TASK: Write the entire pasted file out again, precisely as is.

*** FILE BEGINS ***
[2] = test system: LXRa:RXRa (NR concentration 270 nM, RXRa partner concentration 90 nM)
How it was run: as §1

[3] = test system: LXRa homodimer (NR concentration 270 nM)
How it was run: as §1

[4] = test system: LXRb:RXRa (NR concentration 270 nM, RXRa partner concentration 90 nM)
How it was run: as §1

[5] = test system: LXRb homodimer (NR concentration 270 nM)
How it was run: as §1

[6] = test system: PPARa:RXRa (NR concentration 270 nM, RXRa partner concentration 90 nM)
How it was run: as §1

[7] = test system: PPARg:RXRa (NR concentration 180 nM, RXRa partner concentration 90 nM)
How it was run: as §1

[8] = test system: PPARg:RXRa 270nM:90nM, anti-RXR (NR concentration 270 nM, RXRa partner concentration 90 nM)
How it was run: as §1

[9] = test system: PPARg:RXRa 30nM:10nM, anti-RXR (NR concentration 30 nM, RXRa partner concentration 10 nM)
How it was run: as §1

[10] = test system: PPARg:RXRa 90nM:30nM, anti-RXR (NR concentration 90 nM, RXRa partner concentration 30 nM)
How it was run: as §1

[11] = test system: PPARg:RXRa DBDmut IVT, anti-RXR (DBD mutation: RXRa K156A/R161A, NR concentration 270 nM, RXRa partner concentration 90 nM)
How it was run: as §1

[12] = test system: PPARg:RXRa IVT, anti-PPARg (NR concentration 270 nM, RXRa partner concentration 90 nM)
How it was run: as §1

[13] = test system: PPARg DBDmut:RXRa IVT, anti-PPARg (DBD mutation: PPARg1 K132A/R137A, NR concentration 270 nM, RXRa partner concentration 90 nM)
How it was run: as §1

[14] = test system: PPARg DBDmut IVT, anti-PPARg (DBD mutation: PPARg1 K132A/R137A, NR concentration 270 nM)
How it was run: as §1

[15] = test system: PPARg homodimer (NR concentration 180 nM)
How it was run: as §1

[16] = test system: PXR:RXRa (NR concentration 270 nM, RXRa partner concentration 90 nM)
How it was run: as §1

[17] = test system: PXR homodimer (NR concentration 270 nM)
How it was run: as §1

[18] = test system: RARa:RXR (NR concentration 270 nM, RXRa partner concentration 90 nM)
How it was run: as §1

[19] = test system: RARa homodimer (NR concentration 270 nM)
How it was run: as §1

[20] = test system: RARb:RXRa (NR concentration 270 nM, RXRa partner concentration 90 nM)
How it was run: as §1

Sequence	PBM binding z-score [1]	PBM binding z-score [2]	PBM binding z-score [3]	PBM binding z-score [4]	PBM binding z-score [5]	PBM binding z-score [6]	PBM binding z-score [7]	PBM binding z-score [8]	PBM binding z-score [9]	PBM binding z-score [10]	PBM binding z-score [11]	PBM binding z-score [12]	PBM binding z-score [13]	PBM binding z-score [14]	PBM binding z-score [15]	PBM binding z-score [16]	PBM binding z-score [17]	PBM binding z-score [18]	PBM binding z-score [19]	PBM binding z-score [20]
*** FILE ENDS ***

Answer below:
[2] = test system: LXRa:RXRa (NR concentration 270 nM, RXRa partner concentration 90 nM)
How it was run: as §1

[3] = test system: LXRa homodimer (NR concentration 270 nM)
How it was run: as §1

[4] = test system: LXRb:RXRa (NR concentration 270 nM, RXRa partner concentration 90 nM)
How it was run: as §1

[5] = test system: LXRb homodimer (NR concentration 270 nM)
How it was run: as §1

[6] = test system: PPARa:RXRa (NR concentration 270 nM, RXRa partner concentration 90 nM)
How it was run: as §1

[7] = test system: PPARg:RXRa (NR concentration 180 nM, RXRa partner concentration 90 nM)
How it was run: as §1

[8] = test system: PPARg:RXRa 270nM:90nM, anti-RXR (NR concentration 270 nM, RXRa partner concentration 90 nM)
How it was run: as §1

[9] = test system: PPARg:RXRa 30nM:10nM, anti-RXR (NR concentration 30 nM, RXRa partner concentration 10 nM)
How it was run: as §1

[10] = test system: PPARg:RXRa 90nM:30nM, anti-RXR (NR concentration 90 nM, RXRa partner concentration 30 nM)
How it was run: as §1

[11] = test system: PPARg:RXRa DBDmut IVT, anti-RXR (DBD mutation: RXRa K156A/R161A, NR concentration 270 nM, RXRa partner concentration 90 nM)
How it was run: as §1

[12] = test system: PPARg:RXRa IVT, anti-PPARg (NR concentration 270 nM, RXRa partner concentration 90 nM)
How it was run: as §1

[13] = test system: PPARg DBDmut:RXRa IVT, anti-PPARg (DBD mutation: PPARg1 K132A/R137A, NR concentration 270 nM, RXRa partner concentration 90 nM)
How it was run: as §1

[14] = test system: PPARg DBDmut IVT, anti-PPARg (DBD mutation: PPARg1 K132A/R137A, NR concentration 270 nM)
How it was run: as §1

[15] = test system: PPARg homodimer (NR concentration 180 nM)
How it was run: as §1

[16] = test system: PXR:RXRa (NR concentration 270 nM, RXRa partner concentration 90 nM)
How it was run: as §1

[17] = test system: PXR homodimer (NR concentration 270 nM)
How it was run: as §1

[18] = test system: RARa:RXR (NR concentration 270 nM, RXRa partner concentration 90 nM)
How it was run: as §1

[19] = test system: RARa homodimer (NR concentration 270 nM)
How it was run: as §1

[20] = test system: RARb:RXRa (NR concentration 270 nM, RXRa partner concentration 90 nM)
How it was run: as §1

Sequence	PBM binding z-score [1]	PBM binding z-score [2]	PBM binding z-score [3]	PBM binding z-score [4]	PBM binding z-score [5]	PBM binding z-score [6]	PBM binding z-score [7]	PBM binding z-score [8]	PBM binding z-score [9]	PBM binding z-score [10]	PBM binding z-score [11]	PBM binding z-score [12]	PBM binding z-score [13]	PBM binding z-score [14]	PBM binding z-score [15]	PBM binding z-score [16]	PBM binding z-score [17]	PBM binding z-score [18]	PBM binding z-score [19]	PBM binding z-score [20]